Alternative name: Red-backed Hawk
- Geranoaetus polyosoma
Includes Puna Hawk
Length 45-62 cm (17¾-24½ in), wingspan 110-150 cm, weight c. 950-1000 g
- White tail with black sub-terminal band but otherwise very variable in plumage
- Lacks black commas or larger black marks seen on wing underside at the wrist of most similar species
- Legs yellow; bill with yellow base and blackish tip
- Grey back (mantle can be reddish on some individuals; see also Subspecies, below); light grey in light morph, dark grey in dark morph
- White underparts in light morph, dark grey underparts in dark morph
- Usually has a rufous mantle; may have either white underparts (light morph) or rufous or rufous-and-black underparts (dark morph).
- Mottled brown
The wings fall short of the tip of the tail on the sitting bird in the "Red-backed" form while the "Puna" form (formerly a separate species) has wingtips that reach the tip of the tail; this seems to be the best separator of the two subspecies.
Formerly placed in genus Buteo
- G. p. polyosoma - Andes of western Colombia south to Tierra del Fuego, and Falkland Islands (Red-backed Hawk)
- Smaller; 46-56 cm, wingspan 110-120 cm; light morph males mostly grey-backed, white below, females rufous-backed, white below; dark morph males dark grey above and below, females rufous-backed and rufous breasted
- G. p. exsul - Juan Fernadez Islands, Chile (Juan Fernadez Hawk)
- Slightly larger; both sexes grey-backed
- G. p. poecilochrous - High Andes from s Colombia to s Ecuador (Puna Hawk)
- Larger; 51-61 cm, wingspan 125-150 cm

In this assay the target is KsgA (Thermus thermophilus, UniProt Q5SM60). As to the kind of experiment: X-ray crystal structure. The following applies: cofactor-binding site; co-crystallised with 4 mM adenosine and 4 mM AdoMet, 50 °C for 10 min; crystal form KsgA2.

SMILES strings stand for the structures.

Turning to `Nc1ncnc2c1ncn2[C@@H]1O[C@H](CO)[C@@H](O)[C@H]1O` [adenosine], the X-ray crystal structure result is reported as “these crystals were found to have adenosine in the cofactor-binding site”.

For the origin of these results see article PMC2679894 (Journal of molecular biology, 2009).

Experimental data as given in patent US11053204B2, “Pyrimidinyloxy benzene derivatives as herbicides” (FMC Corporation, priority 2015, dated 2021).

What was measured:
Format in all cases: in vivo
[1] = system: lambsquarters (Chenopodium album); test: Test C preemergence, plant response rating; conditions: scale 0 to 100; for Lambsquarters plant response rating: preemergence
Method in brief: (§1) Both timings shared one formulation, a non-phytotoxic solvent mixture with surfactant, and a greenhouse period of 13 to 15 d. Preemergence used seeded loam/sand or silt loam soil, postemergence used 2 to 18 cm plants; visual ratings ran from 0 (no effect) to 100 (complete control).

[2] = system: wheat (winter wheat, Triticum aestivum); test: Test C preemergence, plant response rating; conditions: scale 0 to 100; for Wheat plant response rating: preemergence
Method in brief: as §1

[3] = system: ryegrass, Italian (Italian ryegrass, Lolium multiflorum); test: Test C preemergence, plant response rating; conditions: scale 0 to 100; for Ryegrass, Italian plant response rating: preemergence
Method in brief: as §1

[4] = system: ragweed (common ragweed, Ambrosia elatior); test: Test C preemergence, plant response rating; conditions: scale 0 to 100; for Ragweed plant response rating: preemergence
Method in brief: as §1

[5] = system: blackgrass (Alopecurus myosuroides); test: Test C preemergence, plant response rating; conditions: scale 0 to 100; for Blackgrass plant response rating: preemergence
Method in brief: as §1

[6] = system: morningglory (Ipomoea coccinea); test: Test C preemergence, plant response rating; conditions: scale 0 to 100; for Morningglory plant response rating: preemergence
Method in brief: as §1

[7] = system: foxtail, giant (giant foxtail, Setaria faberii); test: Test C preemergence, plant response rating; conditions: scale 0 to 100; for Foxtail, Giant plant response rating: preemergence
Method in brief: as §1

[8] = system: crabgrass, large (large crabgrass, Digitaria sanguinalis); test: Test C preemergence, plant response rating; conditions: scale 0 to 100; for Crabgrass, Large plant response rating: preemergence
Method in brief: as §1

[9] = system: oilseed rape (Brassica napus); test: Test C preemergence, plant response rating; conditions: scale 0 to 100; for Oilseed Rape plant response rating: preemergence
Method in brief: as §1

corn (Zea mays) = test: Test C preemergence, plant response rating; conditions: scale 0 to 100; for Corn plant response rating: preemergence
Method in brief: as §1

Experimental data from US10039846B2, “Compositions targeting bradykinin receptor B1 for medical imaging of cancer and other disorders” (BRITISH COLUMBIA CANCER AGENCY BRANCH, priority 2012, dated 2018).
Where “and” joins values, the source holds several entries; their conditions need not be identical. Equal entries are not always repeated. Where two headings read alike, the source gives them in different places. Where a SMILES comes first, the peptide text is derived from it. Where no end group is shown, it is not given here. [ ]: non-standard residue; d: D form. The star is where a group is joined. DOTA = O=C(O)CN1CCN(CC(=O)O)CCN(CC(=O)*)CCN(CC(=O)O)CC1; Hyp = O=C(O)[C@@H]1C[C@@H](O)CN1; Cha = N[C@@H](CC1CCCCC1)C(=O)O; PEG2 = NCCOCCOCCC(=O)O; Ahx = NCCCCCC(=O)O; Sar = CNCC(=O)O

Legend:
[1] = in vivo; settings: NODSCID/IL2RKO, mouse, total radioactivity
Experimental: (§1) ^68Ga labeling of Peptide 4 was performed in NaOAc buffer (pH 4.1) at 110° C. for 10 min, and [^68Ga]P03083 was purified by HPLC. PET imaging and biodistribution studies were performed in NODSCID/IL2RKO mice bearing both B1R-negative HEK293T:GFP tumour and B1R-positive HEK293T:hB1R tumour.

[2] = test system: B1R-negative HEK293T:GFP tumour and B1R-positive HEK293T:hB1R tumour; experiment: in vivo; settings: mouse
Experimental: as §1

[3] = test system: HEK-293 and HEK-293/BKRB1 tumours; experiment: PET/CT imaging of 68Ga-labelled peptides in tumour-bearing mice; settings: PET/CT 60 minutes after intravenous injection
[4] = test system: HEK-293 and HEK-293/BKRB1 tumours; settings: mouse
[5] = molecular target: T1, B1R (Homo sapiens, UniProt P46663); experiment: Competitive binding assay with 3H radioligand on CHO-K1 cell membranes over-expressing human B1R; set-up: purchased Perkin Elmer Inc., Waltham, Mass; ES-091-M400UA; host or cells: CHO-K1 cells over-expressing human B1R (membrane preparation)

- G. p. fjeldsai - Andes from n Peru to nw Argentina (described 2009, as a split from Puna Hawk)
There is an active debate as to whether Red-backed Hawk, Juan Fernadez Hawk, and Puna Hawk are three species or one. Opus follows a consensus according to which it is one, Variable Hawk.
Open areas to open forest, but most likely in areas with scrub and some trees in steep terrain. Observed at heights up to around 3000 meters in the north of its range, lower down further south. Where overlapping with Puna Hawk, the form Red-backed Hawk is normally seen at lower elevation.
Eats primarily mammals but with a significant amount of insects and some birds. Pairs sometimes hunt co-operatively, taking birds in flight as large as Upland Goose (3 kg, 50% more than the combined weight of the hunting pair).
It nests in treetops. The nest is large and made of dry sticks. The clutch generally consists of 2 white eggs with light reddish spots.
- Clements, J. F., T. S. Schulenberg, M. J. Iliff, D. Roberson, T. A. Fredericks, B. L. Sullivan, and C. L. Wood. 2017. The eBird/Clements checklist of birds of the world: v2017, with updates to August 2017. Downloaded from http://www.birds.cornell.edu/clementschecklist/download/
- Gill, F and D Donsker (Eds). 2014. IOC World Bird Names (version 4.3). Available at http://www.worldbirdnames.org/.
- BF Member observations
- Restall et al. 2006. Birds of Northern South America. Yale University Press. ISBN 9780300124156
- Birdforum thread mentioning several taxonomic proposals, of which 460 is relevant here
- Birdforum thread with details of feeding ecology
- BirdForum Opus contributors. (2023) Variable Hawk. In: BirdForum, the forum for wild birds and birding. Retrieved 1 December 2023 from https://www.birdforum.net/opus/Variable_Hawk